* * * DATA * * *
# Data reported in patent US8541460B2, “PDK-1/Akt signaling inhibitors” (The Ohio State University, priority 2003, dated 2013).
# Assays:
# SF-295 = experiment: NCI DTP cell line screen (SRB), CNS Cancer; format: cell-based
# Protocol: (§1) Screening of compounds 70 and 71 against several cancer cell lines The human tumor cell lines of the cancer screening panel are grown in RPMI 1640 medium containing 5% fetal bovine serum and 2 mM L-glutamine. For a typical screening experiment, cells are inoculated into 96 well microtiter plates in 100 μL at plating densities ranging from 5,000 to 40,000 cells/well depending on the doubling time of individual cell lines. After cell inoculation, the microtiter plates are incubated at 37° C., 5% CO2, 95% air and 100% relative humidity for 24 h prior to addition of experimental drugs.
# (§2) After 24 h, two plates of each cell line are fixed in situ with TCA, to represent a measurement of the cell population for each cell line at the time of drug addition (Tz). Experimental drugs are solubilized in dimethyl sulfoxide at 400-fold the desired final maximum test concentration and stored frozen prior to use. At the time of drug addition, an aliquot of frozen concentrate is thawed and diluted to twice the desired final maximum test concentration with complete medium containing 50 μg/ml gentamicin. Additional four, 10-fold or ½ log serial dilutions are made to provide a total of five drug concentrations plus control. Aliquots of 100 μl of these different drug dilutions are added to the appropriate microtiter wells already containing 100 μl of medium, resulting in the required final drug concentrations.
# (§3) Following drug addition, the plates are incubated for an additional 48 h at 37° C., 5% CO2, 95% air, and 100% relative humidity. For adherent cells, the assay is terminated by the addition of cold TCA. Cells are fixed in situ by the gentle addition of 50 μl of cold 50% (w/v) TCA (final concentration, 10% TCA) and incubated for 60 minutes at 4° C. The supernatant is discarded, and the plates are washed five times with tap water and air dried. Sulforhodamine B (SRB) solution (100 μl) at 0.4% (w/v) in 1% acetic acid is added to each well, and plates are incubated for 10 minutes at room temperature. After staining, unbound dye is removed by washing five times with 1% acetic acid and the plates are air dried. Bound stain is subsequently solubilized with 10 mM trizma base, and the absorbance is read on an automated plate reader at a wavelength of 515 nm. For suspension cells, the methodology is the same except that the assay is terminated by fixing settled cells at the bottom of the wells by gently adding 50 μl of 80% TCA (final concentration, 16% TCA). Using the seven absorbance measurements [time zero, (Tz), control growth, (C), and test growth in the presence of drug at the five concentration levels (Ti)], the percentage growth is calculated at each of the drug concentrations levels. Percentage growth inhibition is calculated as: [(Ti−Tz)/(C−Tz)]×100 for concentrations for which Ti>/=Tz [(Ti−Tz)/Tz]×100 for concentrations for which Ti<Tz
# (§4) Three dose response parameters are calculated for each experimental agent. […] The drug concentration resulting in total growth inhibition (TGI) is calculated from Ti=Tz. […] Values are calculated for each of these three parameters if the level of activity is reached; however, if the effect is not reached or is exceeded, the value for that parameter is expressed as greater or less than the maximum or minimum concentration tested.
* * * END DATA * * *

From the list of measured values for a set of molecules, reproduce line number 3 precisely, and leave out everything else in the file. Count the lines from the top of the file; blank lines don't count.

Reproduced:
# SF-295 = experiment: NCI DTP cell line screen (SRB), CNS Cancer; format: cell-based